“Never Have I Ever”-A misadvertised show misrepresenting Indian culture

Navya Charmiraju '20, News Manager

When I first heard Mindy Kaling herself was holding open auditions to cast a South Asian lead for her new show Never Have I Ever, I was beyond excited. There was finally going to be young South Asian female representation on the big screen. However, my excitement soon turned into disgust when I saw what was in store for the audience.
The show follows a sophomore in high school named Devi who lives in Sherman Oaks, California. Devi is a first-generation Indian-American and has a hard time balancing the culture she was born into and the one she grew up in. There are a few different situations where the show actually gets the struggles of a young Indian female in America. They show the cultural difference between parents and children and fear many young children have to embrace their cultural differences, especially in school. Unfortunately, the show did more bad than good.
Instead of possibly finding one personal story about a first-gen from the millions in America, Mindy decided to keep it general, which opened the gate to every stereotype I hoped would not be in this show. From the “perfect” grad student cousin (who is getting arranged married) to the spiteful aunties at religious ceremonies, the show only represents parts of the Indian culture but in a very exaggerated manner. Since it is a comedy show, I understand their approach to adding a few stereotypes, but instead of debunking them, they indulge in them and further reinforce the Indian stereotypes instead of creating a more accurate depiction of the culture.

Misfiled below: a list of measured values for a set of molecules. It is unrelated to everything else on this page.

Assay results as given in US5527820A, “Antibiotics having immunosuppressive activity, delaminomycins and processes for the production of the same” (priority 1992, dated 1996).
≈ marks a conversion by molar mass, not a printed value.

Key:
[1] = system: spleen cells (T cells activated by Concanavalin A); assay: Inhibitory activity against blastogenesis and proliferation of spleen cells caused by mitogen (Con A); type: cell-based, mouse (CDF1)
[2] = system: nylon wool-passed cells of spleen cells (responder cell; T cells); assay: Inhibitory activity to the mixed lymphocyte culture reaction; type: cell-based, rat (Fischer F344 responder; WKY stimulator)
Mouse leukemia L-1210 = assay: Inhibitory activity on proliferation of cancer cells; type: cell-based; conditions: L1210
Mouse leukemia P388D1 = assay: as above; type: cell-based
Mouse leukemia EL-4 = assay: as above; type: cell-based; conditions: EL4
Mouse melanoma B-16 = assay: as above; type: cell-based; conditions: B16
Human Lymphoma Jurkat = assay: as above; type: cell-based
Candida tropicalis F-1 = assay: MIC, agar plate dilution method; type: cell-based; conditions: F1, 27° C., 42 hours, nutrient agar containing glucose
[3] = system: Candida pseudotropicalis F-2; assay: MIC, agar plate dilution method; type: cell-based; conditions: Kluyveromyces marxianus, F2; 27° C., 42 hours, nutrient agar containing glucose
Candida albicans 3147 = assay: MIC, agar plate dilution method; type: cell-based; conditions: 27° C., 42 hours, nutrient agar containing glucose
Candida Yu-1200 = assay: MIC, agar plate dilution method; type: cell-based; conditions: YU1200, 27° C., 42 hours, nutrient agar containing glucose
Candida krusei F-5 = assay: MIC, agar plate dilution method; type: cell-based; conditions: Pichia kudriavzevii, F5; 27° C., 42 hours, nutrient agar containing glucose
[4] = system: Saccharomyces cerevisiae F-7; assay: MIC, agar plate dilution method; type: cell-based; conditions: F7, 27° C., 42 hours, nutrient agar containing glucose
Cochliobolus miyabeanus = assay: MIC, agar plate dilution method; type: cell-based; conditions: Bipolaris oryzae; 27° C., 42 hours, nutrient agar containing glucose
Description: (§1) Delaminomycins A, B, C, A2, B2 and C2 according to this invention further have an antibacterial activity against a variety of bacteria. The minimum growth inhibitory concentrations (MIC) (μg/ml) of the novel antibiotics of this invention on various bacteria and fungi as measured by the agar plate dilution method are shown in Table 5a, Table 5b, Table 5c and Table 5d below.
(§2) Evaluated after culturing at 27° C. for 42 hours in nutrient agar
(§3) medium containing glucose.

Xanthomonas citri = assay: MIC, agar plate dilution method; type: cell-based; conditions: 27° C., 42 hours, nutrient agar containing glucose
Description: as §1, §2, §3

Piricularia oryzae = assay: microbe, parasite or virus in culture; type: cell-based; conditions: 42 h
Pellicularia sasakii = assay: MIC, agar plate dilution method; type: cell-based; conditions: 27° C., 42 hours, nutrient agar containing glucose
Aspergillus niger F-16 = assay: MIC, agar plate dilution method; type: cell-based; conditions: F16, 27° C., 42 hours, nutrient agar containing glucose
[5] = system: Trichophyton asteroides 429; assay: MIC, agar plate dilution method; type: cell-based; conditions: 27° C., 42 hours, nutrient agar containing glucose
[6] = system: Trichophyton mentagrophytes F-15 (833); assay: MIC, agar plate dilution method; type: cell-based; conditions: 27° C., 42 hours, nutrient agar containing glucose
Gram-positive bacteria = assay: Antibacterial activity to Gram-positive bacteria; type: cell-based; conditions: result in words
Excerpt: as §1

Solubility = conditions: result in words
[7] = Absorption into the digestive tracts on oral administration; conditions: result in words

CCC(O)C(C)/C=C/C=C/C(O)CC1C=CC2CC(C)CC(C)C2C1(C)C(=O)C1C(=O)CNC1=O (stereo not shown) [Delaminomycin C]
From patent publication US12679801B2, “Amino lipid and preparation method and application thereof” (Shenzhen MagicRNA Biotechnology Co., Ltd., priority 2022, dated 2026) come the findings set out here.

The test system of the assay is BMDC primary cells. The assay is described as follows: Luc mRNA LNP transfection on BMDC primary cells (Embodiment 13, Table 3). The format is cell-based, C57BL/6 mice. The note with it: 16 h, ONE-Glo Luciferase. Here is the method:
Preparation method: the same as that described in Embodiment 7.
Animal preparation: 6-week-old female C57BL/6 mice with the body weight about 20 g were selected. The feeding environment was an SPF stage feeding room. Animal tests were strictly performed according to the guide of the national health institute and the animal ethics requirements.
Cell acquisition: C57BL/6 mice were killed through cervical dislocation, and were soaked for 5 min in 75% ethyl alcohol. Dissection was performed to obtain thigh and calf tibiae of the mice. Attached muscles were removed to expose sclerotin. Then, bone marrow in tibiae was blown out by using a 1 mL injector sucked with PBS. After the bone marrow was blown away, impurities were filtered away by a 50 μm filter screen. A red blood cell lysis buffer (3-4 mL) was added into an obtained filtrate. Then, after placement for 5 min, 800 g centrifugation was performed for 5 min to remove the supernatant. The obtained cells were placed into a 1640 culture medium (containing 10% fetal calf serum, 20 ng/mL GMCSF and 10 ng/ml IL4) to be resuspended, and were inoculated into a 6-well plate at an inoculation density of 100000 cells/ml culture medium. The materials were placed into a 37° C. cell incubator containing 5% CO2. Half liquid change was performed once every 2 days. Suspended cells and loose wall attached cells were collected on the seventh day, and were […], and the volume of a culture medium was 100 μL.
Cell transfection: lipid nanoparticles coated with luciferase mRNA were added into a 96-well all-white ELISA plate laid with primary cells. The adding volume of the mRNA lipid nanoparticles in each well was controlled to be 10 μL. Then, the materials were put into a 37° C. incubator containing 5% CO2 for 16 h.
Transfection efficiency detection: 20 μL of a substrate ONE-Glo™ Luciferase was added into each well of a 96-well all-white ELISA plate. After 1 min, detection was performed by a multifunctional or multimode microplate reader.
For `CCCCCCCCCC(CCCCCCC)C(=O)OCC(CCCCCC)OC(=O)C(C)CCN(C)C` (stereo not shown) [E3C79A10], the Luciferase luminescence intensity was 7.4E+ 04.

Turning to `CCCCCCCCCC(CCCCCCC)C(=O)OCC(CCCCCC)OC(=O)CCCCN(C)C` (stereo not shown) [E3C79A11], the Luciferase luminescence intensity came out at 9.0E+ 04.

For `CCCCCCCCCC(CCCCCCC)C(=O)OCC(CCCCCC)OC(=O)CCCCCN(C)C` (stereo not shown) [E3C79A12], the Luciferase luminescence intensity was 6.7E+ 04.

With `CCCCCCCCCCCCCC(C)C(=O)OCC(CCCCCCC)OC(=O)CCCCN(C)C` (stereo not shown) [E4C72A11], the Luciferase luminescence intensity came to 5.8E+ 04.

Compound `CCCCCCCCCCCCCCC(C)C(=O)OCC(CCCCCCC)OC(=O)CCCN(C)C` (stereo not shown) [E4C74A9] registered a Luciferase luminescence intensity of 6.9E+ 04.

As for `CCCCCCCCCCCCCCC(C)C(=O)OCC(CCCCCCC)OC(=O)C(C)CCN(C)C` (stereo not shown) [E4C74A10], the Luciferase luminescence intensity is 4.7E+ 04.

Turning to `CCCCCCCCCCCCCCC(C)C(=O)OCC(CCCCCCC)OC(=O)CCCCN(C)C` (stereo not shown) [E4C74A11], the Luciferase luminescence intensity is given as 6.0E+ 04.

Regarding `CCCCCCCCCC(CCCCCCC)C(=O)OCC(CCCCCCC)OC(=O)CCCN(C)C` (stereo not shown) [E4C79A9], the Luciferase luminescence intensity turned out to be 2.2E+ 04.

Another thing they over emphasized is the sex and party culture and how Devi would do anything to be more involved in it. Obviously, that is a part of high school and life in general, but I was disappointed to see that took up a majority of the script during the show. The exploration of the culture Devi was rejecting or the issues she had with herself or her family after her father passed away are overshadowed by more trivial issues that many Indian-Americans don’t even think about at her age.
The production of the show was of good quality, though. The cast did a superb job bringing the characters to life which made the script believable. However, the show was advertised as an accurate representation of what Indian-American females go through in high school, which is not the truth. I binged the show, with 10 episodes, in a day, but not because of the riveting or accurate plot but to see how the show would pan out, so at the end of the day it was entertaining. It was a funny show, which it successfully accomplished as a comedy. However, this was no different from all the other comedies with similar topics. There was nothing game changing about this show, except for false advertisement. They promised to show true Indian culture and immigrant struggles to their audience but failed to do so. As an immigrant myself who grew up in a majority white community like Devi did, I can say a lot of what they said many girls face today was not accurate to my life or of the life of tens of girls I’ve spoken to.
Overall, I would give the show a 5/10 as they accomplish their goal of being a comedy but fail to represent Indian-Americans genuinely. If you are going to watch this show, take everything with a grain of salt and watch it for the comedy or the acting but not for the way first-generation Indian-Americans’ lives are portrayed.